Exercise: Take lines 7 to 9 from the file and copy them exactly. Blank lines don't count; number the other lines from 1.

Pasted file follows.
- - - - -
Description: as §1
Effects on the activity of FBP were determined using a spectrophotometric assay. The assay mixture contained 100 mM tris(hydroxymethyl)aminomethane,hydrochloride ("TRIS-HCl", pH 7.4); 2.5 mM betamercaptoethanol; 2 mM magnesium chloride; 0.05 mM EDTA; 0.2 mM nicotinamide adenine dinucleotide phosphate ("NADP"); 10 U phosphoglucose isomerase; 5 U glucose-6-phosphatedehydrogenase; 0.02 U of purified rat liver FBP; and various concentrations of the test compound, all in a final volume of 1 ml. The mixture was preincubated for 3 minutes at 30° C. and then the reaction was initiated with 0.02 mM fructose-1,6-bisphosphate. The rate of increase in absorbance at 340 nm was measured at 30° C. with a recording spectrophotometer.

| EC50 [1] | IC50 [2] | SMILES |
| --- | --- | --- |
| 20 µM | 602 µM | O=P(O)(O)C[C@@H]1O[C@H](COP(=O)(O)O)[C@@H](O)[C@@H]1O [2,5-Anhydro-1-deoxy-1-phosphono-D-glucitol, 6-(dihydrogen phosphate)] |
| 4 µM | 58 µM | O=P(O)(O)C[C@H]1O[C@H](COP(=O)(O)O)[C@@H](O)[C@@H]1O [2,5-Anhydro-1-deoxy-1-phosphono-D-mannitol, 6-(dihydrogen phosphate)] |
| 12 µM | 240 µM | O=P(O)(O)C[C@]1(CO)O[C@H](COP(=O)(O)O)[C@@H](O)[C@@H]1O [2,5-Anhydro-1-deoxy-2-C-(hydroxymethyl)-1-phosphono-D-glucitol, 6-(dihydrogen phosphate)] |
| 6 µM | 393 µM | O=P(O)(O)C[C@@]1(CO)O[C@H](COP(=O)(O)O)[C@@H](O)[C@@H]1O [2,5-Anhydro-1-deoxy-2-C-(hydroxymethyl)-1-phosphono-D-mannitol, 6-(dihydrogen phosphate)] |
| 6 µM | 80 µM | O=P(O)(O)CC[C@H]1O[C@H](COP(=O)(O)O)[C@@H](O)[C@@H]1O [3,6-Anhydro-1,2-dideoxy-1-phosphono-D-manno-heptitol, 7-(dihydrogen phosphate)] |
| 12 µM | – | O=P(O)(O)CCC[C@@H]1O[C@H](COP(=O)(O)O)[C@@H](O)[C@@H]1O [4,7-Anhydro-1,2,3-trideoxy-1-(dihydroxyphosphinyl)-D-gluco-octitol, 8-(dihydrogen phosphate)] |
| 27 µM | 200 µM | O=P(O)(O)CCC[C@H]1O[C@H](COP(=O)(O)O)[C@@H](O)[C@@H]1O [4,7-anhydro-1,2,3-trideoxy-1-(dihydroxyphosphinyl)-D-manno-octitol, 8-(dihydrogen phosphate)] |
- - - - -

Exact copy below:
| 12 µM | 240 µM | O=P(O)(O)C[C@]1(CO)O[C@H](COP(=O)(O)O)[C@@H](O)[C@@H]1O [2,5-Anhydro-1-deoxy-2-C-(hydroxymethyl)-1-phosphono-D-glucitol, 6-(dihydrogen phosphate)] |
| 6 µM | 393 µM | O=P(O)(O)C[C@@]1(CO)O[C@H](COP(=O)(O)O)[C@@H](O)[C@@H]1O [2,5-Anhydro-1-deoxy-2-C-(hydroxymethyl)-1-phosphono-D-mannitol, 6-(dihydrogen phosphate)] |
| 6 µM | 80 µM | O=P(O)(O)CC[C@H]1O[C@H](COP(=O)(O)O)[C@@H](O)[C@@H]1O [3,6-Anhydro-1,2-dideoxy-1-phosphono-D-manno-heptitol, 7-(dihydrogen phosphate)] |